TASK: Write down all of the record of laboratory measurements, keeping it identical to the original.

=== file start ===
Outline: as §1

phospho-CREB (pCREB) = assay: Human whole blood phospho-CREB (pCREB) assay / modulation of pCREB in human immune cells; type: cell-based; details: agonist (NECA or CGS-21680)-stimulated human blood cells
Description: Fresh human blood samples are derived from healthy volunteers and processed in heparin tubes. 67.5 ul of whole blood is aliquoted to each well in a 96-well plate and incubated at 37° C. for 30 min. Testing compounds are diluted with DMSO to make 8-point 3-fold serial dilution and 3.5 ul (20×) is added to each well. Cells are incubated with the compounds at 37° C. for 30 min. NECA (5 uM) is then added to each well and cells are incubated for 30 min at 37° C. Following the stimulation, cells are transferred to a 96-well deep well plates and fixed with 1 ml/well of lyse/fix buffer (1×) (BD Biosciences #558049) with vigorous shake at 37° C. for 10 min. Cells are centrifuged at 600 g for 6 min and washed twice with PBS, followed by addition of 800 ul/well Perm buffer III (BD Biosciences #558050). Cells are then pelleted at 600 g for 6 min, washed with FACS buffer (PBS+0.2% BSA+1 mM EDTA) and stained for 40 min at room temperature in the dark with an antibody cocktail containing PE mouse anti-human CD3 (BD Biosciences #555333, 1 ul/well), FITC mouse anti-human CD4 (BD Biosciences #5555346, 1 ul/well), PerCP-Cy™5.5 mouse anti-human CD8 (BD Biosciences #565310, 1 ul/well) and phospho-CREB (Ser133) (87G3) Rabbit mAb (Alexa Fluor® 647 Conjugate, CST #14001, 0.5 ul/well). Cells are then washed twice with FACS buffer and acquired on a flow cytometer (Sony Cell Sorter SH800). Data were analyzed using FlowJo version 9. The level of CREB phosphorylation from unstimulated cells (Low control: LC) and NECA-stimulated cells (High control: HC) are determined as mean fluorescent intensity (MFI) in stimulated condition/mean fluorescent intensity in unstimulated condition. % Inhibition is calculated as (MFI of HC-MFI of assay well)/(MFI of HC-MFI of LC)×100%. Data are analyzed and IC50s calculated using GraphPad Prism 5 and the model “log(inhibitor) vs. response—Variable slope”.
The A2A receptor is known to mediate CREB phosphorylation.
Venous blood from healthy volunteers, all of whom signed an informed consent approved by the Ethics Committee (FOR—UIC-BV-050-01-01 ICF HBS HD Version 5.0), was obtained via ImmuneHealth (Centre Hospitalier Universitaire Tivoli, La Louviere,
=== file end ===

Outline: as §1

phospho-CREB (pCREB) = assay: Human whole blood phospho-CREB (pCREB) assay / modulation of pCREB in human immune cells; type: cell-based; details: agonist (NECA or CGS-21680)-stimulated human blood cells
Description: Fresh human blood samples are derived from healthy volunteers and processed in heparin tubes. 67.5 ul of whole blood is aliquoted to each well in a 96-well plate and incubated at 37° C. for 30 min. Testing compounds are diluted with DMSO to make 8-point 3-fold serial dilution and 3.5 ul (20×) is added to each well. Cells are incubated with the compounds at 37° C. for 30 min. NECA (5 uM) is then added to each well and cells are incubated for 30 min at 37° C. Following the stimulation, cells are transferred to a 96-well deep well plates and fixed with 1 ml/well of lyse/fix buffer (1×) (BD Biosciences #558049) with vigorous shake at 37° C. for 10 min. Cells are centrifuged at 600 g for 6 min and washed twice with PBS, followed by addition of 800 ul/well Perm buffer III (BD Biosciences #558050). Cells are then pelleted at 600 g for 6 min, washed with FACS buffer (PBS+0.2% BSA+1 mM EDTA) and stained for 40 min at room temperature in the dark with an antibody cocktail containing PE mouse anti-human CD3 (BD Biosciences #555333, 1 ul/well), FITC mouse anti-human CD4 (BD Biosciences #5555346, 1 ul/well), PerCP-Cy™5.5 mouse anti-human CD8 (BD Biosciences #565310, 1 ul/well) and phospho-CREB (Ser133) (87G3) Rabbit mAb (Alexa Fluor® 647 Conjugate, CST #14001, 0.5 ul/well). Cells are then washed twice with FACS buffer and acquired on a flow cytometer (Sony Cell Sorter SH800). Data were analyzed using FlowJo version 9. The level of CREB phosphorylation from unstimulated cells (Low control: LC) and NECA-stimulated cells (High control: HC) are determined as mean fluorescent intensity (MFI) in stimulated condition/mean fluorescent intensity in unstimulated condition. % Inhibition is calculated as (MFI of HC-MFI of assay well)/(MFI of HC-MFI of LC)×100%. Data are analyzed and IC50s calculated using GraphPad Prism 5 and the model “log(inhibitor) vs. response—Variable slope”.
The A2A receptor is known to mediate CREB phosphorylation.
Venous blood from healthy volunteers, all of whom signed an informed consent approved by the Ethics Committee (FOR—UIC-BV-050-01-01 ICF HBS HD Version 5.0), was obtained via ImmuneHealth (Centre Hospitalier Universitaire Tivoli, La Louviere,